BEIRUT — Syria launched a long-anticipated assault to crush the opposition in the rebellious north on Saturday, bombarding its main city with tank shells from all sides and clashing with rebel fighters struggling to hold back an invasion.
President Bashar Assad rejected any immediate negotiations with the opposition, striking a further blow to already staggering international efforts for talks to end to the conflict. Assad told U.N. envoy Kofi Annan that a political solution is impossible as long as “terrorist groups” threaten the country.
The opposition’s political leadership has also rejected dialogue, saying talk is impossible after a yearlong crackdown that the U.N. estimates has killed more than 7,500 people. That makes it likely that the conflict will continue to edge toward civil war.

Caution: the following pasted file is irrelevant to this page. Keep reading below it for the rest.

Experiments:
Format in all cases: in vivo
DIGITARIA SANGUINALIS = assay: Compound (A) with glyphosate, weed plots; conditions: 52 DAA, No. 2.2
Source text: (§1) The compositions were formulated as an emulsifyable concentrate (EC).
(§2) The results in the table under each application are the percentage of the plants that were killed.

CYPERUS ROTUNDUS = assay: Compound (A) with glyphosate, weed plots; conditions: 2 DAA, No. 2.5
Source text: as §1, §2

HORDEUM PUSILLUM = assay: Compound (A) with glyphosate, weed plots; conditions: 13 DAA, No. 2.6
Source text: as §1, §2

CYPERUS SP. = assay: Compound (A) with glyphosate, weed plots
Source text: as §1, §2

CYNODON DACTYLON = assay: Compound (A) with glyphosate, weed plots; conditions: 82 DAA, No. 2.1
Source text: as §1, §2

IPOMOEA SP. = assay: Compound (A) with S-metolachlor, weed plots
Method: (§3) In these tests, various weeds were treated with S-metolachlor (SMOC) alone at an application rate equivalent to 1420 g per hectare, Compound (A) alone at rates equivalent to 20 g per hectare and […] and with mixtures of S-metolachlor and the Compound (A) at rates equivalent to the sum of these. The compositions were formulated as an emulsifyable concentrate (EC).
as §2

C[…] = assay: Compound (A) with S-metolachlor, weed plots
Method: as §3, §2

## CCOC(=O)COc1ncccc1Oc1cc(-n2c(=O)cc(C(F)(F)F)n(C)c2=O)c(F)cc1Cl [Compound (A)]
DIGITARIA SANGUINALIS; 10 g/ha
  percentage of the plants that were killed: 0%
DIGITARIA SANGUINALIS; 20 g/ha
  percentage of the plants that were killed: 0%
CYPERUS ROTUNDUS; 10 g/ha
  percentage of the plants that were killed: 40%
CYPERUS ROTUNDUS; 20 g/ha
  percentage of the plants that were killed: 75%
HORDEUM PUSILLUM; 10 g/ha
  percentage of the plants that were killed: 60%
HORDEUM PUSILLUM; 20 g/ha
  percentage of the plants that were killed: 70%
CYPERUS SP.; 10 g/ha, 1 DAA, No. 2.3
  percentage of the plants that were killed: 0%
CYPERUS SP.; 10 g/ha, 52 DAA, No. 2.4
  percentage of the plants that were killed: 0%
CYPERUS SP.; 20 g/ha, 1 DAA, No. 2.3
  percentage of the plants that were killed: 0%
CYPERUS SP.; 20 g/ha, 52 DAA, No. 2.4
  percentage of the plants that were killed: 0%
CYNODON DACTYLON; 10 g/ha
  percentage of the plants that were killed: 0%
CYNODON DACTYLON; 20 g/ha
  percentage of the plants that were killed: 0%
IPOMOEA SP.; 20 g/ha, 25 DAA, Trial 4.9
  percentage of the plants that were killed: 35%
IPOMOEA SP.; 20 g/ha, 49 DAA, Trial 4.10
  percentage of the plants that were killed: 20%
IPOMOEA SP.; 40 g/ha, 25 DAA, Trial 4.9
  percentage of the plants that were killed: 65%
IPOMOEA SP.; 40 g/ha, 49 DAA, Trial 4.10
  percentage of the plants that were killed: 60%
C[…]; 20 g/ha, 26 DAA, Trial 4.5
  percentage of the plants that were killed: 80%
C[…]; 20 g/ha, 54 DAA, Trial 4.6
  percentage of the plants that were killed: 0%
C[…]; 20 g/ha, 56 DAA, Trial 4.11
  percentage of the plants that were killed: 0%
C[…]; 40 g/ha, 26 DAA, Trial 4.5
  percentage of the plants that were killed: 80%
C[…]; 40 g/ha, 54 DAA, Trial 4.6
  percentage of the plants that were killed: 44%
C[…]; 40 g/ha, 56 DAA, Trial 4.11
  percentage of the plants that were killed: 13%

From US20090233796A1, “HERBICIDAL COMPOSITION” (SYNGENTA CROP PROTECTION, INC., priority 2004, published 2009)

Syrian forces have been building up for days around Idlib, the capital of a hilly, agricultural province along the Syria-Turkey border that has been a hotbed of protests against Assad’s regime.
Saturday morning, troops blasted Idlib for hours with dozens of tank shells as the forces moved to encircle the town, an Associated Press team in Idlib reported.
Families fled their homes, carrying blankets and a few other meager belongings. Others huddled in homes.
Rebel fighters rushed through Idlib’s streets, taking cover behind walls to fire on the attackers with automatic weapons, the AP team said. Trucks sped wounded fighters to clinics, and men on one street destroyed speed bumps with shovels so ambulances could drive faster. Many low-level soldiers in the area have joined the opposition and fight along with civilians who have taken up arms.